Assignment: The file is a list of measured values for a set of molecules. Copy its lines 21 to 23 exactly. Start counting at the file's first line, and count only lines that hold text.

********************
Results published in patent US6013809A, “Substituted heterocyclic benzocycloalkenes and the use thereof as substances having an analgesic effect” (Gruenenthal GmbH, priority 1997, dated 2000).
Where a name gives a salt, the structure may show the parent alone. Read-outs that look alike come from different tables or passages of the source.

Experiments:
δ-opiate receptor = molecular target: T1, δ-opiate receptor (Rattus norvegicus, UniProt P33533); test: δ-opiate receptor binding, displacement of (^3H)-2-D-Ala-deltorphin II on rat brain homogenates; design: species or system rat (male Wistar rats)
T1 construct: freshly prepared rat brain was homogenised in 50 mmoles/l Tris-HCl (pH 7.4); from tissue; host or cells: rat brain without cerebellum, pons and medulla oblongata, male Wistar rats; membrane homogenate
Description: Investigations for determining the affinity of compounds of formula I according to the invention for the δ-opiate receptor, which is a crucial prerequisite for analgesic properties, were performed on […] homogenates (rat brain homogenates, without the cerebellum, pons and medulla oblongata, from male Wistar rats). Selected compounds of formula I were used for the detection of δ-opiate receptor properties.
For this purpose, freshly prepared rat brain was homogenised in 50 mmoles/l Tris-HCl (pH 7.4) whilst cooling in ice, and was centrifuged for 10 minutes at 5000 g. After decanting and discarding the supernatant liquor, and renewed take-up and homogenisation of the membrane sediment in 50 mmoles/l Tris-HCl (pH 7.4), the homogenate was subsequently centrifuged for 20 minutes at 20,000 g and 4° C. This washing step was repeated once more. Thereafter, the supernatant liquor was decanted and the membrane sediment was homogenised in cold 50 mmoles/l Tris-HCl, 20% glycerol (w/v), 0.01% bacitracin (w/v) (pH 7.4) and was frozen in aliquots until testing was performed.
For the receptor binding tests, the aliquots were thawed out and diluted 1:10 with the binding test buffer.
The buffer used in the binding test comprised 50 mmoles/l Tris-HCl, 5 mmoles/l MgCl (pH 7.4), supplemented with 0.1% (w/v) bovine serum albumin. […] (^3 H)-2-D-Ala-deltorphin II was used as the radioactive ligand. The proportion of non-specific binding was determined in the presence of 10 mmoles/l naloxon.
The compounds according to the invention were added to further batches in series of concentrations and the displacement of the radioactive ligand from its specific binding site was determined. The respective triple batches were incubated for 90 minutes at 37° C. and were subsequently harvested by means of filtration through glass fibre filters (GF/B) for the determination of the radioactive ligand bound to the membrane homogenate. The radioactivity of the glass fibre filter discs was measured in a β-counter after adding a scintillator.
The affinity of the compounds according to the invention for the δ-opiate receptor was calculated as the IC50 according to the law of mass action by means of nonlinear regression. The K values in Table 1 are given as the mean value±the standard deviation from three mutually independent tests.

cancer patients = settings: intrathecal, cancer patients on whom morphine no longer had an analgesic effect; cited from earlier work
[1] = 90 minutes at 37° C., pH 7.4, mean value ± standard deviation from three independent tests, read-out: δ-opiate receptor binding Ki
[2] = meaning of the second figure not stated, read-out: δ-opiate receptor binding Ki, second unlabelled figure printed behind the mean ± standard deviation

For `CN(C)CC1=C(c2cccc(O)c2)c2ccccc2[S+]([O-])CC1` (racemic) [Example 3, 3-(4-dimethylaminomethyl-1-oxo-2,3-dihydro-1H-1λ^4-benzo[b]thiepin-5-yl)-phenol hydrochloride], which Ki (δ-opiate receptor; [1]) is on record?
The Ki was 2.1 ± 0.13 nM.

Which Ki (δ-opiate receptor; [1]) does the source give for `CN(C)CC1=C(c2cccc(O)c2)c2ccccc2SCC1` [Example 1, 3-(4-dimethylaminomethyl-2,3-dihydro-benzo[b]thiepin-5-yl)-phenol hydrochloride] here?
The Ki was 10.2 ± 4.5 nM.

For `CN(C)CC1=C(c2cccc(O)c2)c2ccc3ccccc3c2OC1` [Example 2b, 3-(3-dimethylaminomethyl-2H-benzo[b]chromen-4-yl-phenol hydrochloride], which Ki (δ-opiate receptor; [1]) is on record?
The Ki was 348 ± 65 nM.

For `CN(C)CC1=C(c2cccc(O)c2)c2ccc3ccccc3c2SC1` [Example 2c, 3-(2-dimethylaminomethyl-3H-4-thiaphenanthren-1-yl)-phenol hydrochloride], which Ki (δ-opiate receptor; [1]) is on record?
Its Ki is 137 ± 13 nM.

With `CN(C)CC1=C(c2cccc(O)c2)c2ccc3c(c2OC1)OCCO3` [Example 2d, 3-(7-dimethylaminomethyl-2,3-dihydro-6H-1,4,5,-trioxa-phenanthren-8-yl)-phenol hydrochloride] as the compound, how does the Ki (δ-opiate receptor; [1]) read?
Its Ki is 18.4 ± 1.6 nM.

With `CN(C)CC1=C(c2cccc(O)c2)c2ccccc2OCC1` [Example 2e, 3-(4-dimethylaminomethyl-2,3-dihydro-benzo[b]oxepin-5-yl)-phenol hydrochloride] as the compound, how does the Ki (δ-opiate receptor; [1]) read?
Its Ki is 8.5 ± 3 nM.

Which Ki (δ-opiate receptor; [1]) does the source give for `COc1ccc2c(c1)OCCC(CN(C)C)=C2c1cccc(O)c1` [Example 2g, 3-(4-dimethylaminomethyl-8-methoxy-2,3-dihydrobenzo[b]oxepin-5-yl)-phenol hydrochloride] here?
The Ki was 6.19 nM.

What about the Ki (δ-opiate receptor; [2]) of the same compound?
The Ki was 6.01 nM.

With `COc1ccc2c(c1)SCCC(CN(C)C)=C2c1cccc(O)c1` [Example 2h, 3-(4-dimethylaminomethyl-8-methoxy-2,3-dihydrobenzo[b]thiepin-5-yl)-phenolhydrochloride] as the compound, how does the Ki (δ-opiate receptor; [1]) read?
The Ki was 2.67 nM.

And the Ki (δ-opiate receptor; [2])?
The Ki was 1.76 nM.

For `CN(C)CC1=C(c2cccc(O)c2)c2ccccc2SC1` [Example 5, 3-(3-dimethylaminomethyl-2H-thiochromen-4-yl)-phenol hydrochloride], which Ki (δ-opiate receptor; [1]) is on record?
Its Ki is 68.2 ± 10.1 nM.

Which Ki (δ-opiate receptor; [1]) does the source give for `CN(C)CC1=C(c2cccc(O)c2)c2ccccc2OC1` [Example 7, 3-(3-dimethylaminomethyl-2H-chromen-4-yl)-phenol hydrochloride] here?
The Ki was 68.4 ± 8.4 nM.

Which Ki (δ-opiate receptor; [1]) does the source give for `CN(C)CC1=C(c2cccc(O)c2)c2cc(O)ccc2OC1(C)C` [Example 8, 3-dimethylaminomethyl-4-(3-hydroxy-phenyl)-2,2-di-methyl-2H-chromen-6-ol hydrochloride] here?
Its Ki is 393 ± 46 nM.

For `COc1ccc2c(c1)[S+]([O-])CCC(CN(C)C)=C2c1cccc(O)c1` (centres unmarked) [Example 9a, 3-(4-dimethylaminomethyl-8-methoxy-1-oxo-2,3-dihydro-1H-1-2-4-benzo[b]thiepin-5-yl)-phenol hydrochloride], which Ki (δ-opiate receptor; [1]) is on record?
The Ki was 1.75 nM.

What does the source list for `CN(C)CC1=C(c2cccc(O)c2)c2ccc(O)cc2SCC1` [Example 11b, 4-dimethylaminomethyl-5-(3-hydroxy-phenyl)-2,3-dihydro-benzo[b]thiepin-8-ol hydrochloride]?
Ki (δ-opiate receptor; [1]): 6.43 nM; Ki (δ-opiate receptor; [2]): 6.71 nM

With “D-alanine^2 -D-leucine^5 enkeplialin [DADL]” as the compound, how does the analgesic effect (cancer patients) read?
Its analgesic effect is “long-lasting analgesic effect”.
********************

For `CN(C)CC1=C(c2cccc(O)c2)c2ccc3ccccc3c2SC1` [Example 2c, 3-(2-dimethylaminomethyl-3H-4-thiaphenanthren-1-yl)-phenol hydrochloride], which Ki (δ-opiate receptor; [1]) is on record?
Its Ki is 137 ± 13 nM.

With `CN(C)CC1=C(c2cccc(O)c2)c2ccc3c(c2OC1)OCCO3` [Example 2d, 3-(7-dimethylaminomethyl-2,3-dihydro-6H-1,4,5,-trioxa-phenanthren-8-yl)-phenol hydrochloride] as the compound, how does the Ki (δ-opiate receptor; [1]) read?